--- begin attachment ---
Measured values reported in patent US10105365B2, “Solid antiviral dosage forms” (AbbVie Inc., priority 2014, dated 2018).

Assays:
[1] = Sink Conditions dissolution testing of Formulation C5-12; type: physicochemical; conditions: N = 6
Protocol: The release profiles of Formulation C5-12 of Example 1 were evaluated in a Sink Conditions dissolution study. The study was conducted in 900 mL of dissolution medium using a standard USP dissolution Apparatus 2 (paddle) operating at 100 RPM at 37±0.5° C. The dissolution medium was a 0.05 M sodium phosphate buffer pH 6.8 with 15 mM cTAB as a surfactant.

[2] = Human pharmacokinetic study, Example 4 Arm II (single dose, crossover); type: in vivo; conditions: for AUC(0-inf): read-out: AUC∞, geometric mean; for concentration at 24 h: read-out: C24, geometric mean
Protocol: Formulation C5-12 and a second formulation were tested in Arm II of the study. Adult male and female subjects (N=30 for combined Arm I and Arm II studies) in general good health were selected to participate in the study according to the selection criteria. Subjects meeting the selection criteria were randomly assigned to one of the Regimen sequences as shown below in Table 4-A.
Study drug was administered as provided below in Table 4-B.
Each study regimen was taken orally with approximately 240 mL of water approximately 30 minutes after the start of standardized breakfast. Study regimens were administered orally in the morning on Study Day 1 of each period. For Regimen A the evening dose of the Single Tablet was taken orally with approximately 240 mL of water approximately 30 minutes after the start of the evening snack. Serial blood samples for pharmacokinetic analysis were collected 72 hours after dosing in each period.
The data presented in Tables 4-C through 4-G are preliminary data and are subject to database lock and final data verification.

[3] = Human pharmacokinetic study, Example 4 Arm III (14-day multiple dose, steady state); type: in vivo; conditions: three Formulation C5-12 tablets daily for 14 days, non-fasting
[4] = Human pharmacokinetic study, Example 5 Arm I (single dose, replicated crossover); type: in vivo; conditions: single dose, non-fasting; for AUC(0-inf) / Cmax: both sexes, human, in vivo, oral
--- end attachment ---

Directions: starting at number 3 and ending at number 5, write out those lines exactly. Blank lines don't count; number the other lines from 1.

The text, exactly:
[1] = Sink Conditions dissolution testing of Formulation C5-12; type: physicochemical; conditions: N = 6
Protocol: The release profiles of Formulation C5-12 of Example 1 were evaluated in a Sink Conditions dissolution study. The study was conducted in 900 mL of dissolution medium using a standard USP dissolution Apparatus 2 (paddle) operating at 100 RPM at 37±0.5° C. The dissolution medium was a 0.05 M sodium phosphate buffer pH 6.8 with 15 mM cTAB as a surfactant.

[2] = Human pharmacokinetic study, Example 4 Arm II (single dose, crossover); type: in vivo; conditions: for AUC(0-inf): read-out: AUC∞, geometric mean; for concentration at 24 h: read-out: C24, geometric mean